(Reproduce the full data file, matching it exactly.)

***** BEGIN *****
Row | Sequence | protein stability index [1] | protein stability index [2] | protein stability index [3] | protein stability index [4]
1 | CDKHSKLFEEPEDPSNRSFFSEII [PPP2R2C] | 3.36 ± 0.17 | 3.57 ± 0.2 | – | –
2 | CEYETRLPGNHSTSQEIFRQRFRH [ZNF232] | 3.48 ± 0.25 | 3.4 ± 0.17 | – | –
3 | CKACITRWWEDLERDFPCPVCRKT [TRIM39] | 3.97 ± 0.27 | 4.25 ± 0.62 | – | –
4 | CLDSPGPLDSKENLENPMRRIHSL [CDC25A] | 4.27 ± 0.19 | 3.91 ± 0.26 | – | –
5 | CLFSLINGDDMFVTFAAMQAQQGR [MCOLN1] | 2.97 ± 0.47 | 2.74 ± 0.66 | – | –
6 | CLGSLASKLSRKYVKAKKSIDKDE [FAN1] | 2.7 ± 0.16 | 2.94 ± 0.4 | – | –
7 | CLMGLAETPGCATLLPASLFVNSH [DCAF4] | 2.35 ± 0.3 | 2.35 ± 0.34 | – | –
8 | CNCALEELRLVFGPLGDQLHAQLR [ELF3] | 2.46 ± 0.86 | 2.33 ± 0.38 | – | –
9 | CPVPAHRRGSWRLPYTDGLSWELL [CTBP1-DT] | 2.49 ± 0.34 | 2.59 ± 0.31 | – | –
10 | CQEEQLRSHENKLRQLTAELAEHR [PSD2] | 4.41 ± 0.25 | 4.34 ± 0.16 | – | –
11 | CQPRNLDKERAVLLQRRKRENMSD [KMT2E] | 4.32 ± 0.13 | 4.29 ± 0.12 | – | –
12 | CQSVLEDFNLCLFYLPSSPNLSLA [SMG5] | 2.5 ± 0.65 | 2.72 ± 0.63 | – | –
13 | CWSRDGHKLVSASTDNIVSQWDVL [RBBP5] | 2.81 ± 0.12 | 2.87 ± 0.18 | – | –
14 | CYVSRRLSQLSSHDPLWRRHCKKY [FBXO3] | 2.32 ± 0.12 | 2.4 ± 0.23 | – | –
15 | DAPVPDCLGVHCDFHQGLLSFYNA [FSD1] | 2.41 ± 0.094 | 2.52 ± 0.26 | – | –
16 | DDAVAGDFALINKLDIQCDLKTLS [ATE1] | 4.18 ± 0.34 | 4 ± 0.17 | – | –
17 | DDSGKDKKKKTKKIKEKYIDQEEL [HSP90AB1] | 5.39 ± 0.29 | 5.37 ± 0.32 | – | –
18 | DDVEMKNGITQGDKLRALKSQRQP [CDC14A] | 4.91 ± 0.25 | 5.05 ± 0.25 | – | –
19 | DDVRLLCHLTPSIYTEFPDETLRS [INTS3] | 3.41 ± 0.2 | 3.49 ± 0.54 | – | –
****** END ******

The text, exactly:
Row | Sequence | protein stability index [1] | protein stability index [2] | protein stability index [3] | protein stability index [4]
1 | CDKHSKLFEEPEDPSNRSFFSEII [PPP2R2C] | 3.36 ± 0.17 | 3.57 ± 0.2 | – | –
2 | CEYETRLPGNHSTSQEIFRQRFRH [ZNF232] | 3.48 ± 0.25 | 3.4 ± 0.17 | – | –
3 | CKACITRWWEDLERDFPCPVCRKT [TRIM39] | 3.97 ± 0.27 | 4.25 ± 0.62 | – | –
4 | CLDSPGPLDSKENLENPMRRIHSL [CDC25A] | 4.27 ± 0.19 | 3.91 ± 0.26 | – | –
5 | CLFSLINGDDMFVTFAAMQAQQGR [MCOLN1] | 2.97 ± 0.47 | 2.74 ± 0.66 | – | –
6 | CLGSLASKLSRKYVKAKKSIDKDE [FAN1] | 2.7 ± 0.16 | 2.94 ± 0.4 | – | –
7 | CLMGLAETPGCATLLPASLFVNSH [DCAF4] | 2.35 ± 0.3 | 2.35 ± 0.34 | – | –
8 | CNCALEELRLVFGPLGDQLHAQLR [ELF3] | 2.46 ± 0.86 | 2.33 ± 0.38 | – | –
9 | CPVPAHRRGSWRLPYTDGLSWELL [CTBP1-DT] | 2.49 ± 0.34 | 2.59 ± 0.31 | – | –
10 | CQEEQLRSHENKLRQLTAELAEHR [PSD2] | 4.41 ± 0.25 | 4.34 ± 0.16 | – | –
11 | CQPRNLDKERAVLLQRRKRENMSD [KMT2E] | 4.32 ± 0.13 | 4.29 ± 0.12 | – | –
12 | CQSVLEDFNLCLFYLPSSPNLSLA [SMG5] | 2.5 ± 0.65 | 2.72 ± 0.63 | – | –
13 | CWSRDGHKLVSASTDNIVSQWDVL [RBBP5] | 2.81 ± 0.12 | 2.87 ± 0.18 | – | –
14 | CYVSRRLSQLSSHDPLWRRHCKKY [FBXO3] | 2.32 ± 0.12 | 2.4 ± 0.23 | – | –
15 | DAPVPDCLGVHCDFHQGLLSFYNA [FSD1] | 2.41 ± 0.094 | 2.52 ± 0.26 | – | –
16 | DDAVAGDFALINKLDIQCDLKTLS [ATE1] | 4.18 ± 0.34 | 4 ± 0.17 | – | –
17 | DDSGKDKKKKTKKIKEKYIDQEEL [HSP90AB1] | 5.39 ± 0.29 | 5.37 ± 0.32 | – | –
18 | DDVEMKNGITQGDKLRALKSQRQP [CDC14A] | 4.91 ± 0.25 | 5.05 ± 0.25 | – | –
19 | DDVRLLCHLTPSIYTEFPDETLRS [INTS3] | 3.41 ± 0.2 | 3.49 ± 0.54 | – | –